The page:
Another important aspect, which can also be affected by silent mutations, is the protein’s 3D folding, which impacts its functions: Proteins are long molecules usually consisting of many hundreds of amino acids, and their folding process begins when they are produced in the ribosome. “Folding can be affected by the rate at which the protein is produced, which may in turn be affected by silent mutations. Also, in some cases, silent mutations can impact a process called splicing, in which pieces of the genetic material are cut and rearranged to create the final sequence in the protein. In short, it appears that silent mutations can actually make a lot of noise, and in this study, we were able to quantify their impact for the first time,” Tuller proceeded.
Common genetic features were repeatedly identified among patients of different cancer types and significant diversities were found among patients diagnosed with the same cancer type, they wrote. “These findings highlight the need for personalized, gene-targeted cancer treatments. By now, hundreds of genes had been recognized as cancer drivers, and many more are currently researched.”
To test their hypothesis and quantify the effect of the silent mutations, the TAU team used public genetic information about cancer genomes from the US National Institutes of Health. Applying machine learning techniques to this data, the researchers obtained predictions of the type of cancer and prognoses for patients’ survival – based on silent mutations alone. Then they compared their results with real data from the database.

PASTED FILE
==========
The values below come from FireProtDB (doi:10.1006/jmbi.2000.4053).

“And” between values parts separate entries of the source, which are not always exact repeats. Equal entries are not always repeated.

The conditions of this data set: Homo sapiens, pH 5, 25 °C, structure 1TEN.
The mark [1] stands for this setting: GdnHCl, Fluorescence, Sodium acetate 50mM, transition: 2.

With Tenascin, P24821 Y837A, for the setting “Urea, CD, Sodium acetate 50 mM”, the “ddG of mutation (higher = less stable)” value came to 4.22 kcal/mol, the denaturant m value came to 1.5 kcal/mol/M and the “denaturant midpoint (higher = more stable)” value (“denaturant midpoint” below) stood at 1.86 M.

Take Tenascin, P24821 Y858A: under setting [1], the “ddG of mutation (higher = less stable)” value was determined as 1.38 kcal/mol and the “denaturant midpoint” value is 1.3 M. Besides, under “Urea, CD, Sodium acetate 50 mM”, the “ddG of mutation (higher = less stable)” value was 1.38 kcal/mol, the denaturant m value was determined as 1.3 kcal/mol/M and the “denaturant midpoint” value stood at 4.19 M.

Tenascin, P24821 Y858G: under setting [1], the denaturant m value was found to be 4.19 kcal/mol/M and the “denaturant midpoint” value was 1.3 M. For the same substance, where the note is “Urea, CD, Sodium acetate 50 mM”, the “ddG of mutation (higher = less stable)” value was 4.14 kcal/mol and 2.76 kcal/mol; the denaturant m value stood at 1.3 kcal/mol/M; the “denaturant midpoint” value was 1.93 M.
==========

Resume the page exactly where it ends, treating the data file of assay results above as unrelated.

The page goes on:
“The results of our study have several important implications,” Tuller noted. “First of all, there is no doubt that by using silent mutations, we can improve existing diagnostic and prognostic models. It should be noted that even a 17% improvement is very significant, because there are real people behind these numbers – sometimes even ourselves or our loved ones. Doctors discovering metastases want to know where they came from and how the disease has developed, in order to prescribe the best treatment.”
If, hypothetically, instead of giving wrong diagnoses and prognostics to five of 10 cancer patients, they make mistakes only in four out of 10 cases, millions of lives may ultimately be saved, he continued. “In addition, our results indicate that in many cases silent mutations can by themselves provide predictive power that is similar to that of non-silent mutations. These results are especially significant for a range of technologies currently under development, striving to diagnose cancer types based on DNA from malignant sources identified in simple blood tests. Since most of our DNA does not code for proteins, we may assume that most cancer DNA obtained from blood samples will contain silent mutations.”
The new study has implications for all areas of oncological research and treatment. Following this proof of concept and focusing on silent mutations as a diagnostic and prognostic tool, the researchers intend to establish a startup with Sanara Ventures, an Israeli company that “matchmakes the best players in the healthcare eco-system, adding value to each in the process. They actively introduce promising entrepreneurs with expert board members and seasoned investors to facilitate synergistic relationships and accelerate medical innovation delivery to the world.